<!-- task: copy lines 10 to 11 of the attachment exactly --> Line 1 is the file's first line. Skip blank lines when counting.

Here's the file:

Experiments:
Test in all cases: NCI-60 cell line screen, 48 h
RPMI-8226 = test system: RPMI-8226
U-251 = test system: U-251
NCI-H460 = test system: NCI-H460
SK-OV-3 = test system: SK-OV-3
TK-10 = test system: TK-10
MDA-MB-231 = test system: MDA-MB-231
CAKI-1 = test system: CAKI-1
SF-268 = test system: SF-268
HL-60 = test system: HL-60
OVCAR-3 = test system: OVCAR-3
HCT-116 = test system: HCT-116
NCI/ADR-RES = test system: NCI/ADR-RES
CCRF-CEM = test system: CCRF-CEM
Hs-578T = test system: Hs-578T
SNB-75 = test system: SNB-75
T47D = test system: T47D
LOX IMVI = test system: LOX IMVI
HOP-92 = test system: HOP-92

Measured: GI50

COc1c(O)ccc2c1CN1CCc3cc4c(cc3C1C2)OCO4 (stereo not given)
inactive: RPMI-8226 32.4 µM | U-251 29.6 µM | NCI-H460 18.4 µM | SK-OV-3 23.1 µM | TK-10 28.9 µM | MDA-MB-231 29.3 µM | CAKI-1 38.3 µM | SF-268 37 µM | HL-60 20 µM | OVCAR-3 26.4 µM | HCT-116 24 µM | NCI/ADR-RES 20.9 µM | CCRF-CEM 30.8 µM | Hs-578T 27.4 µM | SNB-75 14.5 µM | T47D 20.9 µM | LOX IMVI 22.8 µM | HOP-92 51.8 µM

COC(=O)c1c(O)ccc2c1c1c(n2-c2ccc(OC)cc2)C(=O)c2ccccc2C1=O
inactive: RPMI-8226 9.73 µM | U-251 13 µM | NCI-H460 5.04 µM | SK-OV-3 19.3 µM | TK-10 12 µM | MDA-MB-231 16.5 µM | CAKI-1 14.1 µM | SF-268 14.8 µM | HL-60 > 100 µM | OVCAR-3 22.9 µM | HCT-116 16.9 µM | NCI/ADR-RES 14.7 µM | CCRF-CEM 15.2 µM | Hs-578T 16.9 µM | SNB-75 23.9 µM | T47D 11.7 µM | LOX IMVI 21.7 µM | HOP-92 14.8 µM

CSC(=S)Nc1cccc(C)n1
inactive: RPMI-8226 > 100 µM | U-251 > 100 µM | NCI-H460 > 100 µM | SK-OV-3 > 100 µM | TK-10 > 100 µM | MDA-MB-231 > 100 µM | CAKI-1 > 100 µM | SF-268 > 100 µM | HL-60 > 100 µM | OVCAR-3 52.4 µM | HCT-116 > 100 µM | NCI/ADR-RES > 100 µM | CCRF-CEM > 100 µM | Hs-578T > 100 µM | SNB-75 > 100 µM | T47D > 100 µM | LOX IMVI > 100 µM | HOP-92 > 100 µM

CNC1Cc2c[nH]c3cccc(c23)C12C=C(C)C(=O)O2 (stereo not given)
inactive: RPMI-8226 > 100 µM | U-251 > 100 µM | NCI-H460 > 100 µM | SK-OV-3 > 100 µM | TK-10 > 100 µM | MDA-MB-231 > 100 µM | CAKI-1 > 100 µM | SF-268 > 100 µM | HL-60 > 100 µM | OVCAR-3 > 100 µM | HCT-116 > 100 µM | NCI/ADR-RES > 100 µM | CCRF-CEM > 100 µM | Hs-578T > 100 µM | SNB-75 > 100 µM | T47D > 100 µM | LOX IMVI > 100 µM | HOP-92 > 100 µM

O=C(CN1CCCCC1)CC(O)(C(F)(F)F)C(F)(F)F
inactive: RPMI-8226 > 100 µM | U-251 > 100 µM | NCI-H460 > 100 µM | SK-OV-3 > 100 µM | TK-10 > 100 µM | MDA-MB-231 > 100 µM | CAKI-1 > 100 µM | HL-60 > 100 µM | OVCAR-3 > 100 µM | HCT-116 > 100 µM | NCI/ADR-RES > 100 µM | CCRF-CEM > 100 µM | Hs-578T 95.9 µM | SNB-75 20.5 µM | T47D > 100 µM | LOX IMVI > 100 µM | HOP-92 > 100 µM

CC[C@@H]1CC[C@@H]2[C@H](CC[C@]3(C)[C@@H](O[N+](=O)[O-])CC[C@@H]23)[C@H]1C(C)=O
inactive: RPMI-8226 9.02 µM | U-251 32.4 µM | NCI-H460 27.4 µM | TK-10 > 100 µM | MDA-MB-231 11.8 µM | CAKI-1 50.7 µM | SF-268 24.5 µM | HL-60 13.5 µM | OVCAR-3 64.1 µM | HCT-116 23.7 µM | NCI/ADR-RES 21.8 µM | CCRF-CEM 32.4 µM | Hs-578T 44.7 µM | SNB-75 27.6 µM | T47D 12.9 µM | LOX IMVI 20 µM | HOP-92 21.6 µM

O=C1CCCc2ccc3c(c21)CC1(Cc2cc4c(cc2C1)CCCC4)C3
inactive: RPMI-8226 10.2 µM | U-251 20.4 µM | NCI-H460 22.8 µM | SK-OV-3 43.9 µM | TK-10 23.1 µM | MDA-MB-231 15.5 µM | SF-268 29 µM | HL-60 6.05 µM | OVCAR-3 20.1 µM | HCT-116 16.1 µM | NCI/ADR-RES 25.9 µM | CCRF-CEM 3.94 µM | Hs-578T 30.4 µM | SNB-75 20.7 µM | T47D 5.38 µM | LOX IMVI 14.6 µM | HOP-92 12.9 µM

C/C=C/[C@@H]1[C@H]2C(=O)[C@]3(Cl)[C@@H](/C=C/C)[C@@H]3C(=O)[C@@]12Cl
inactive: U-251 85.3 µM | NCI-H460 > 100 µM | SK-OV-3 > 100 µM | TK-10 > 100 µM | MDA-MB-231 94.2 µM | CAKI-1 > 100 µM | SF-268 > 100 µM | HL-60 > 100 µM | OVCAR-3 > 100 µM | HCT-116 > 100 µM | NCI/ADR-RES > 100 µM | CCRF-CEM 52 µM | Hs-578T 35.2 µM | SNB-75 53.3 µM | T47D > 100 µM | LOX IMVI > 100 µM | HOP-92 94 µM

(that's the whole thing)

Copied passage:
SF-268 = test system: SF-268
HL-60 = test system: HL-60